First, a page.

"We seldom get into trouble when we speak softly. It is only when we raise our voices that the sparks fly and tiny molehills become great mountains of contention."
- - Gordon B. Hinckley
July 16, 2013
Europe's Future
by Adam Smith

The economic news out of Europe is bad and getting worse. The most devastated country is Spain, with an unemployment rate of 27% (that is not a typo). The unemployment rate for the entire European Union is 11%. This is with the youth unemployment rate in some areas as high as 50% (again, not a typo). America begins to look absolutely great in comparison.

How did Europe get in this condition? Are there any lessons for Americans to learn?

The mentality of the European is much different from the American. For centuries and centuries, the Europeans lived in a caste system. This means that the economic sphere that you were born into was going to be the sphere you lived your whole life. And your children, and their children, and their children, in perpetuity.

There was almost no chance of improving your impoverished circumstances.

Eventually as society and communication progressed, those that were being held down by the economic system revolted. The French Revolution is one example of this.

Capitalism was tried, but there were great abuses of the masses by the companies. Long hours, physically abusive supervisors, and meager wages were the norm for your average worker. While this was a different system, there was a still a great divide between the rich and the middle class.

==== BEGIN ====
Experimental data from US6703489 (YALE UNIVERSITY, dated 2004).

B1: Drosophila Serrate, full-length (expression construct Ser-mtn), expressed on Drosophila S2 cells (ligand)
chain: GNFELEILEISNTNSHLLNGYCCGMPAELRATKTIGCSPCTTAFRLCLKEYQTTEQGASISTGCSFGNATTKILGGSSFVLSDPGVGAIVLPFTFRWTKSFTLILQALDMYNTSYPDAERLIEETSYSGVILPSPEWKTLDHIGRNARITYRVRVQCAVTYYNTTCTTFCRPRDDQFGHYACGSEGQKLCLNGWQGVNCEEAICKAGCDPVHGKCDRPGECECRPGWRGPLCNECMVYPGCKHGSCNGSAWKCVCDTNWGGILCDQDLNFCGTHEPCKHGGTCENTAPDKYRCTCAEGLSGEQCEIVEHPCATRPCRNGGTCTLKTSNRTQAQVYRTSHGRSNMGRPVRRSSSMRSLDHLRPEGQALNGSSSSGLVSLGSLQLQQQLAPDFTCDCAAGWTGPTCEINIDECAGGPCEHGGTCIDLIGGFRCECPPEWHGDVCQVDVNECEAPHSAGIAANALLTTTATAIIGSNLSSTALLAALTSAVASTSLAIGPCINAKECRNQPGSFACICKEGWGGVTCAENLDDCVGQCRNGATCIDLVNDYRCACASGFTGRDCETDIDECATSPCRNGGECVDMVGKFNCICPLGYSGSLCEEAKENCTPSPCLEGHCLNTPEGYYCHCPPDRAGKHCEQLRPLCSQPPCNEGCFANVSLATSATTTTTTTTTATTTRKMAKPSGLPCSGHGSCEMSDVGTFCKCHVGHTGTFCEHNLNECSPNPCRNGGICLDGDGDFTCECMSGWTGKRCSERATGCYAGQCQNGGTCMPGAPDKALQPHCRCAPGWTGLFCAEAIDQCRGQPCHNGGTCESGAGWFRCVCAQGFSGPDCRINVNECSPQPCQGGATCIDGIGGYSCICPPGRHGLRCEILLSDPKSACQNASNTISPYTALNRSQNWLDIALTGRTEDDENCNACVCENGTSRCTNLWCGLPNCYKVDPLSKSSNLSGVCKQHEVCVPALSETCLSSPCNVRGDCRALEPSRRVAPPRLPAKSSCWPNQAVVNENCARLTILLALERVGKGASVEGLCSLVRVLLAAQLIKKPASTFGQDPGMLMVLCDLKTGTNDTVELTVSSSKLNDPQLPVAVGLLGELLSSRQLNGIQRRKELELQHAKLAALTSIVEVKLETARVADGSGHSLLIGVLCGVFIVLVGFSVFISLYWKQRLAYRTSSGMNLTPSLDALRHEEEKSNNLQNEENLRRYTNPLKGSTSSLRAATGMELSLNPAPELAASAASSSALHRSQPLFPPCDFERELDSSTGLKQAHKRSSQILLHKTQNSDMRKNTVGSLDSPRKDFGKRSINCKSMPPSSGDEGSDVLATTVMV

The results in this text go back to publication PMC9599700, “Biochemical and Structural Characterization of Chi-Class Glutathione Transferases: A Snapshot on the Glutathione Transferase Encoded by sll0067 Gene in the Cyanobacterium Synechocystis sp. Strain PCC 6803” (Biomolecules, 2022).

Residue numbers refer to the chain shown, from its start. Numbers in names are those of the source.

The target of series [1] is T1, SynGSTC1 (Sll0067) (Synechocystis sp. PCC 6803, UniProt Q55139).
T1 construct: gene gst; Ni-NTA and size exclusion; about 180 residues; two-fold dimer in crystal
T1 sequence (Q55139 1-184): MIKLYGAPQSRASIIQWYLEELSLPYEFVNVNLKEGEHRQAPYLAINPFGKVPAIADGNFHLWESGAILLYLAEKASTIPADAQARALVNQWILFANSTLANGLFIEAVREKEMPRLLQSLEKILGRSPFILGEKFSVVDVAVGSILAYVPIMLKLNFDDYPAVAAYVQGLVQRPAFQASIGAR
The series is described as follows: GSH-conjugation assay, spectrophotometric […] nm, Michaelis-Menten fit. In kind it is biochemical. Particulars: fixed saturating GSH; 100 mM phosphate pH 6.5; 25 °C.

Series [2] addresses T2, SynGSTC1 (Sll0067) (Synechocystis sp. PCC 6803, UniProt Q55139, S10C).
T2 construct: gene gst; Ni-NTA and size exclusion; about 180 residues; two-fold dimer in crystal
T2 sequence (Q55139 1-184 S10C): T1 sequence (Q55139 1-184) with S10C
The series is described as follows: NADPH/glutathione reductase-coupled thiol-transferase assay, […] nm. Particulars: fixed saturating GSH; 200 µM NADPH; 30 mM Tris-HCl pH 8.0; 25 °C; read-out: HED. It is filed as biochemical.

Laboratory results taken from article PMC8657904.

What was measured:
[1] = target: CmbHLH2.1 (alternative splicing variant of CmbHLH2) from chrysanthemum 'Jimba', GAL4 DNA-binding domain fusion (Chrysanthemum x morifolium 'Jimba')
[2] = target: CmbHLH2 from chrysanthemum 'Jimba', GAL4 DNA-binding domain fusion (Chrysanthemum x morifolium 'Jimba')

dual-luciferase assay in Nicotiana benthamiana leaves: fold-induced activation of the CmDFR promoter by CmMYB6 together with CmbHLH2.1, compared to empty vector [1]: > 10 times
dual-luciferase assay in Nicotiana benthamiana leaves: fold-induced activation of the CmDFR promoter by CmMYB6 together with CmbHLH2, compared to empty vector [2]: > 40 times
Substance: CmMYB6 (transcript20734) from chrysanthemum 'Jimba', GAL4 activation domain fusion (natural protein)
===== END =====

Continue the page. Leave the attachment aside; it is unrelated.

This is the economic climate in which communism came into being. It is quite easy for Americans in the 21st century to scoff and ridicule those that actually expected utopia to arise from the implementation of the communist economic system. For the masses it was hard to see how things could get worse.

Communism was a great political force in all of Europe, starting from about 1910. The communist takeover of Russia and then Russia’s attempted exportation of communism to most countries in Europe has had a lasting effect.

To appease the masses, most European countries in the 20s and 30s passed laws that today we would call socialistic. Free healthcare for everyone, homes for everyone, food subsidies for families were the norm, and many people wanted more. They wanted the government to take over all business and control the economy of the country. They were tired of being at the bottom. All they wanted was to live a comfortable life.

To protect their countries from communism, Western Europe embraced the fascists from Germany and Italy as an eastern border protection from the spread of communism. Europe paid dearly for this error.

As it turned out, things under communism could be worse than capitalism. It was later learned that tens of millions died of starvation under the rule of Stalin and Mao.

After the Second World War, the European countries continued to expand their socialist governments. They were able to afford this expansion because of the U.S. defending Europe against any advancement of the Soviet Union. European countries eliminated most of their defense spending and expanded government programs.